Do you know the saying that you?”have to hit rock bottom” before you move up” If you do, it’s probably because you’ve experienced a personal crisis at one time or another.
In business, almost every successful business owner has had that “is this it” moment; where they’ve faced a crossroads, forced to decide whether they want to move through the emotional inertia or give up.
Only when entrepreneurs “push through” can they “breakthrough,” and this is certainly the case with today’s interviewee, London-based illustrator and designer Tatiana Alida.
In three years, she has grown her business from a Sunday afternoon hobby to a brand that counts A-list celebrities, including Victoria Beckham, as fans. Last year, she collaborated with the fashion designer on a set of Christmas cards for her beauty range, Victoria Beckham Beauty.
Alida has also had a great start to 2020 via a Valentine’s Day card and prints collaboration with luxury department store Liberty of London, and (she tells me), there are more events like it to come…
Like countless twenty-something artists, Alida moved to London to jump-start her career. But her entrepreneurial path, like many others, wasn’t straightforward.
Before she knew it, she found herself sharing a room with a friend and taking on a plethora of odd-jobs to pay the bills:
“After university, I interned at the British Gucci press office I realised very soon that this was not the career I was meant for and that I needed to be in a more purely creative field. So I spent the next three years doing all sorts of jobs from retail, child-care to working as a cook to support myself. I don’t look back on any of these jobs negatively as they were a means to an end and allowed me the work flexibility to build the Tatiana Alida brand,” she says.
Building her eponymous brand while working in retail enabled her to embed its practical lessons into the blueprint of her business, “I learned a lot from working in retail,” says Alida. “It was useful to understand what customers like in terms of how to package things and what makes for good customer service. I then applied those lessons directly to Tatiana Alida.”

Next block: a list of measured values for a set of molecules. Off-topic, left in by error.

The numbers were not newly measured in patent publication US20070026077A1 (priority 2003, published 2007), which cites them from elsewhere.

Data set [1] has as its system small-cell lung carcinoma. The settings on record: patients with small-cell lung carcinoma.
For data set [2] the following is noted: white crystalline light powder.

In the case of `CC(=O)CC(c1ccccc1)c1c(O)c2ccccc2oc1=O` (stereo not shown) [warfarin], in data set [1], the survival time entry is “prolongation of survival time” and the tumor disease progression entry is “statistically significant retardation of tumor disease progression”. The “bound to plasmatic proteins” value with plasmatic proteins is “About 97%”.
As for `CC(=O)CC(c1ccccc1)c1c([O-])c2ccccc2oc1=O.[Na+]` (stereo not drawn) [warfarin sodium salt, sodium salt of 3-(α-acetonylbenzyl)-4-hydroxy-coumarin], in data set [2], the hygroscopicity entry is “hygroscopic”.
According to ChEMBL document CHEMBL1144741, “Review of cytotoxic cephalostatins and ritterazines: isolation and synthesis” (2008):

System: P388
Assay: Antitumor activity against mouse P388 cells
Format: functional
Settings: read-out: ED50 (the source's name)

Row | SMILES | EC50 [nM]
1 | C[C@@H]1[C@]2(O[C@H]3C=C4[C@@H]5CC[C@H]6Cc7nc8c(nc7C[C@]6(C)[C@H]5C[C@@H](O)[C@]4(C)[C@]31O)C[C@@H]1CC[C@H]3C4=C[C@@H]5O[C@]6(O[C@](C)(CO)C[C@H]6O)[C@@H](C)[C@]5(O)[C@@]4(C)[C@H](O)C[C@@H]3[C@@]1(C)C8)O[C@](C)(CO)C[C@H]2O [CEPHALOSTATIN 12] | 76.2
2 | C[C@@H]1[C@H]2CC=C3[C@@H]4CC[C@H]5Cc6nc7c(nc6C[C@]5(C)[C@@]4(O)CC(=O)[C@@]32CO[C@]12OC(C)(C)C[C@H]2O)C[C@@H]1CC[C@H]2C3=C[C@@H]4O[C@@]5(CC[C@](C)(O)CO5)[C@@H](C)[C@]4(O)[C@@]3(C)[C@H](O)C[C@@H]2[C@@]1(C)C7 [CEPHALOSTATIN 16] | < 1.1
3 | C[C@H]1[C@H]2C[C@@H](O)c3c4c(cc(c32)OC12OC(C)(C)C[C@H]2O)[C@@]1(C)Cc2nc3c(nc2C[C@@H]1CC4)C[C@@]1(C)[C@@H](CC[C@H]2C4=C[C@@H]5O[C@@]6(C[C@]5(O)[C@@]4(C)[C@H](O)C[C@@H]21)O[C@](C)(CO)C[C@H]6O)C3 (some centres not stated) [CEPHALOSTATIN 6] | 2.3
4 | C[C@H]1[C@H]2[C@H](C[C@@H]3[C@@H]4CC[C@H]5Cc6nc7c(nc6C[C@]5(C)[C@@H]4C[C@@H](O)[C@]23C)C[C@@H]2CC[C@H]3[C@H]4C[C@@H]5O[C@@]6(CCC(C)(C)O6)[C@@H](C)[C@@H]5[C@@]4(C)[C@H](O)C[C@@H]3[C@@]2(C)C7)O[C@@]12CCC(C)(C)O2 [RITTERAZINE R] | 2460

Like many digitally native millennials, Alida took to social media to get her brand out to audiences during the early days, “I opened up by an Instagram account in 2017 and started to post my drawings just for fun. But I knew that I always wanted to make something of them. So little by little, I posted, gained more interest and built my brand from there.”
“Social media has been everything for me”, she continues. “It gave me my own voice as well as a working portfolio of work to show people. In fact, Tatiana Alida started with me creating personalised valentines cards for friends which I put on social media afterwards and word spread from there!”
Alida, who has British and French heritage, spent her childhood in the green valleys and rolling hills of the Cotswolds, where her family’s hobbies for antiques and vintage shopping helped her shape her brand’s unique feel and design:
“My mother has always been an avid collector of vintage items,” says Alida. “We would cross England to go to fairs so that she could find gems to add to her collection. She taught me that surrounding yourself with lovely little things can create a happy environment. With my illustrations, I try and put those same feelings into them and make them happy and bright.”
It goes without saying that all budding entrepreneurs face barriers on their way up, from learning how to manage their accounts to the everyday logistics of running a startup. But these barriers can feel insurmountable when the entrepreneur in question has learning difficulties too, which is something that Alida has battled with firsthand.
“To be honest, I feel that the only real problem I have faced with my dyslexia is my self-confidence, which from a young age was very low. I remember feeling stupid that I couldn’t do certain things, which made me easy prey for bullies,” she says.
“I developed anxiety and frustration around finding school work difficult. To this day I find staying organised very tricky. But I’ve learned that establishing a routine is essential for someone like me,” she adds.
“I wish I could be one of those methodical and uber organised people but I’m not, and it’s something I’ve had to make a big effort with each day. There are still times when I drift and get distracted, however, I constantly aim to be organised and try to establish a good working formula while staying true to my creativity.”
Apart from her designs, Alida is also passionate about the power of female collaboration and already works with a number of her friends who have also forged careers in the creative industries.
“I?think it’s very important for women to support each other in business, whatever industry they’re in,” she says. “A close friend of mine helps me with my PR, she’s fantastic. She’s the one that sits me down and forces me to be organised, helping me with things like setting out a plan for the year ahead and teaching me how to harness the commercial value of social media.”
My parting question for Alida is about the saturation of the design and illustration industry, and whether she feels intimidated by it, “at the end of the day, my work, my brand is my style ?” I don’t do it just to get jobs or career gratification from others, I’ll keep on going and I won’t change my work to fit a mould.”